The early reviews for Woody Allen's unreleased Amazon movie are not looking good

Timothee Chalamet in A Rainy Day In New York (Credit: Amazon)
Timothee Chalamet in A Rainy Day In New York (Credit: Amazon)

While Woody Allen remains locked in a £52 million lawsuit with Amazon Studios over the future of his multiple picture deal, reviews of his latest film, A Rainy Day In New York, appear to be trickling in.

Hollywood industry bibles Variety and The Hollywood Reporter both published reviews of the movie yesterday, but neither are complimentary.

The movie stars Call Me By Your Name actor Timothee Chalamet as a college student rebelling against his wealthy upbringing.

However, Chalamet later disavowed his performance, donating his fee to charity, as did his co-stars Selena Gomez, Griffin Newman and Rebecca Hall.

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“Is the film actually any good? The answer is: Not really,” writes Jordan Mintzer in THR.

“Like cigarettes, margarine or the Atkins diet, Woody Allen movies are something that used to be considered good for you and are now more or less deemed a health hazard.”

“Sadness is manifested here via nostalgia,” he goes on, “both for a New York that no longer exists — and probably only ever existed for millionaires — and for a culture where the encounters between men and the young women they prey on are still played for laughs.

“Whether Allen’s movies will ever move beyond that sentiment can only be asked after a more crucial question, which is: Will people continue to watch them?”

NEW YORK - SEPTEMBER 20: Selena Gomez, Timothee Chalamet and Woody Allen are seen out in Manhattan on September 20, 2017 in New York, New York. (Photo by Josiah Kamau/BuzzFoto via Getty Images)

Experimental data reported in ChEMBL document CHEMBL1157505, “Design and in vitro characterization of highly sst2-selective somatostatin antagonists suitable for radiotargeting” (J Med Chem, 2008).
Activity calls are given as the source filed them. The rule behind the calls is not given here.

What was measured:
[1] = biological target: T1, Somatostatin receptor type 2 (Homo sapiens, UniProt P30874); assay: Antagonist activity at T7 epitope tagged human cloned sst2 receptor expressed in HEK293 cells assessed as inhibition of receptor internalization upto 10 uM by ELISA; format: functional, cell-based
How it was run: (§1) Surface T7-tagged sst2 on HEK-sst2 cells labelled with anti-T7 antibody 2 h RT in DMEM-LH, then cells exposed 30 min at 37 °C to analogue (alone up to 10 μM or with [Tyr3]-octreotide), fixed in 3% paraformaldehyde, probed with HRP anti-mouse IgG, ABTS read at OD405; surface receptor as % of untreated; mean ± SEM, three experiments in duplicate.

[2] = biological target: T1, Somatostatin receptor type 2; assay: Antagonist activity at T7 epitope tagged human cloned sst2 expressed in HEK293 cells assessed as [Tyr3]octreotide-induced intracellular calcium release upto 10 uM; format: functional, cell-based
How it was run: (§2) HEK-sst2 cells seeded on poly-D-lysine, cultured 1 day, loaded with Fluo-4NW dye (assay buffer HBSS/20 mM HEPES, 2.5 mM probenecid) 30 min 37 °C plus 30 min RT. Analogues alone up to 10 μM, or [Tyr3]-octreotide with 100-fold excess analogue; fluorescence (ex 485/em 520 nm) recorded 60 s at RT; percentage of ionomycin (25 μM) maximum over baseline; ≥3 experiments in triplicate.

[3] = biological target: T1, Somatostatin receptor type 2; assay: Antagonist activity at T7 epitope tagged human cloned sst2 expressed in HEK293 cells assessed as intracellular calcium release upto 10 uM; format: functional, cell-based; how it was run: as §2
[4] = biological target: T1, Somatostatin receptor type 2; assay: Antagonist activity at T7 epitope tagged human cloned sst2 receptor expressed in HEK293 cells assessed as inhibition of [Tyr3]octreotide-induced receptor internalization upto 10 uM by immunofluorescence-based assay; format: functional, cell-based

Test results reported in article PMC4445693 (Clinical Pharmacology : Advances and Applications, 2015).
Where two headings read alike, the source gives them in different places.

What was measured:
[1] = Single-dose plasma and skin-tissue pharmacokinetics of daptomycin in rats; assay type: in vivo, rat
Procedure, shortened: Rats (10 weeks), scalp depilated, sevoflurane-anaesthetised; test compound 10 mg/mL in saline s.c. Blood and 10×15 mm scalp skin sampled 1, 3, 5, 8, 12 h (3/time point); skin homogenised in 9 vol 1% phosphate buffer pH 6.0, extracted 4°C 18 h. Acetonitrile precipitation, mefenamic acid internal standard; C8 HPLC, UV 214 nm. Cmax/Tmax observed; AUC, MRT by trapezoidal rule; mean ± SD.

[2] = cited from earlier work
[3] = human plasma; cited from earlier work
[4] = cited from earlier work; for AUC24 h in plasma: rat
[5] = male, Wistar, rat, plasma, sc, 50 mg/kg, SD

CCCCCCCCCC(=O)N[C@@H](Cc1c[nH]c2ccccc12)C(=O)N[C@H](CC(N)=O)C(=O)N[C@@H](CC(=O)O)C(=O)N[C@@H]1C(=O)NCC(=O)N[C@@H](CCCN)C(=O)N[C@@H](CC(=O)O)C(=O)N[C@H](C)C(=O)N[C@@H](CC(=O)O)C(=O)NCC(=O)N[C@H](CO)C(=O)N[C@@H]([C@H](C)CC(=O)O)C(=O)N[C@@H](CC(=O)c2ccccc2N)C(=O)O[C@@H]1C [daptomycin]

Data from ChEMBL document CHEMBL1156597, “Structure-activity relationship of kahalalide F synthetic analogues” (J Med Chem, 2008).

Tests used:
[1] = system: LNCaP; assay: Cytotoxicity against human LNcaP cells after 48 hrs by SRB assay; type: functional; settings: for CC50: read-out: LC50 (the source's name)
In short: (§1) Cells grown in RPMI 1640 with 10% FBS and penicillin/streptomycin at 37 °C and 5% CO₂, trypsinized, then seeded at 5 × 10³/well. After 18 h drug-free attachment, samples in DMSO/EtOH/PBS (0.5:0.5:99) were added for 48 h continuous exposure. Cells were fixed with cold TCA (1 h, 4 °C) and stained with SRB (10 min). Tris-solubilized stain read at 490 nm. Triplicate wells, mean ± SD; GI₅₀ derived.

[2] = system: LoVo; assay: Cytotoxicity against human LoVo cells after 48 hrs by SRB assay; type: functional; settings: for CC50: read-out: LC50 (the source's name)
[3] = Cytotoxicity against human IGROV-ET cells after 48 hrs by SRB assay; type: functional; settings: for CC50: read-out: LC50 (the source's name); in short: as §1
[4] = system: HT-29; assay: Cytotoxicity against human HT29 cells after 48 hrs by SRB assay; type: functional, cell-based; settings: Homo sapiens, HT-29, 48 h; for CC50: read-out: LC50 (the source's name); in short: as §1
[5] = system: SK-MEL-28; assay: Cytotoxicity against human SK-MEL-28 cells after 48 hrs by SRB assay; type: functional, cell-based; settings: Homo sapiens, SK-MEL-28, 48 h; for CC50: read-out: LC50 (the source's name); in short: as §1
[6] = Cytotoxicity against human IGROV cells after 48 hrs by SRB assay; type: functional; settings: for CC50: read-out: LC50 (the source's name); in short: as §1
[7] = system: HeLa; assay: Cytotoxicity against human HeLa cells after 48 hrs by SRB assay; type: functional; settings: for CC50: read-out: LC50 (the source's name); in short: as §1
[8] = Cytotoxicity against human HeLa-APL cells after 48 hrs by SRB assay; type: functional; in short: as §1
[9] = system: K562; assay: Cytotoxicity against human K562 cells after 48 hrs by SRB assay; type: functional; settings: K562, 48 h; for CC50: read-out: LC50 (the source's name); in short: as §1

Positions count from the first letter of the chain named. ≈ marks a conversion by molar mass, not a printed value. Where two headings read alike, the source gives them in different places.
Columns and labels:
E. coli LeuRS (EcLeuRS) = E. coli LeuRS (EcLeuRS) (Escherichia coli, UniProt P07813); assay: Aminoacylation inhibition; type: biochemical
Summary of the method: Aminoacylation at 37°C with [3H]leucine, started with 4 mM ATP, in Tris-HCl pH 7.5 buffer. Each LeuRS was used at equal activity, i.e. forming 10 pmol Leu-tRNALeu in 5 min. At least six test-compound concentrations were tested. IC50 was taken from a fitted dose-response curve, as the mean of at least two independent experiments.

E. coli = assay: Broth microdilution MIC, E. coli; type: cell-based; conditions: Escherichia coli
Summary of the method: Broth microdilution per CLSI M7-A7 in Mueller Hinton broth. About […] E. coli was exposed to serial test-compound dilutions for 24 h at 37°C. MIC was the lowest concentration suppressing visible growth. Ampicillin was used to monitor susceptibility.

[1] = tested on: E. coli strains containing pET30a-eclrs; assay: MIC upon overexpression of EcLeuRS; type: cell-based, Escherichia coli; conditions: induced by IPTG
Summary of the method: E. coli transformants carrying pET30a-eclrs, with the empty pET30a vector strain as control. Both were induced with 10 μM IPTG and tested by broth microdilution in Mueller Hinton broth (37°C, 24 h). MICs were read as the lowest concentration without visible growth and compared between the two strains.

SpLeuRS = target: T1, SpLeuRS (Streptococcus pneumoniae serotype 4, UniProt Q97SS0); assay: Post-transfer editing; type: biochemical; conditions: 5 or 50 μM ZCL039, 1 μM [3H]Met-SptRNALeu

Selena Gomez, Timothee Chalamet and Woody Allen on the movie's set (Credit: Josiah Kamau/BuzzFoto via Getty Images)

Variety's Jessica Kiang noted off-colour sex jokes which now land rather badly, other jokes which fail to land at all, and a lack of character development.

“It’s mercilessly clear just how far Allen’s sensibilities are, not only from the millennial generation he’s ostensibly describing but also from the women of his own back catalogue (some of the most indelible, wonderful, idiosyncratic female characters in the American canon) and almost as depressingly, from the intensely romantic vision he always used to communicate of his other great muse, Manhattan.

“It’s A Rainy Day in New York indeed, but it doesn’t just rain, it pours.”

Read more: Woody Allen files £52m lawsuit against Amazon

Worse still, the South China Morning Post branded it 'excruciatingly stilted and phoney'.

A previous review from Little White Lies in July this year was more complimentary, however, critic Matthew Thrift calling it 'a funny, amiable riff on The Great Gatsby and The Catcher in the Rye.

Allen wrapped on the movie back in 2017, but in the wake of the reiterated allegations of the sexual abuse of his daughter Dylan Farrow in 1992, which re-emerged in the wake of the Harvey Weinstein scandal – allegations Allen has long denied – Amazon abruptly shelved plans to release it.

The 83-year-old director has now sued the streaming studio for going back their four-movie contract, over what Allen's legal team call 'a 25-year old, baseless allegation'.

While the film - which also stars Jude Law, Elle Fanning, Diego Luna and Liev Schreiber - is unlikely to receive a release in the US (or perhaps the UK), it's set to premiere at the Deauville Film Festival in September, with a theatrical release in France later next month.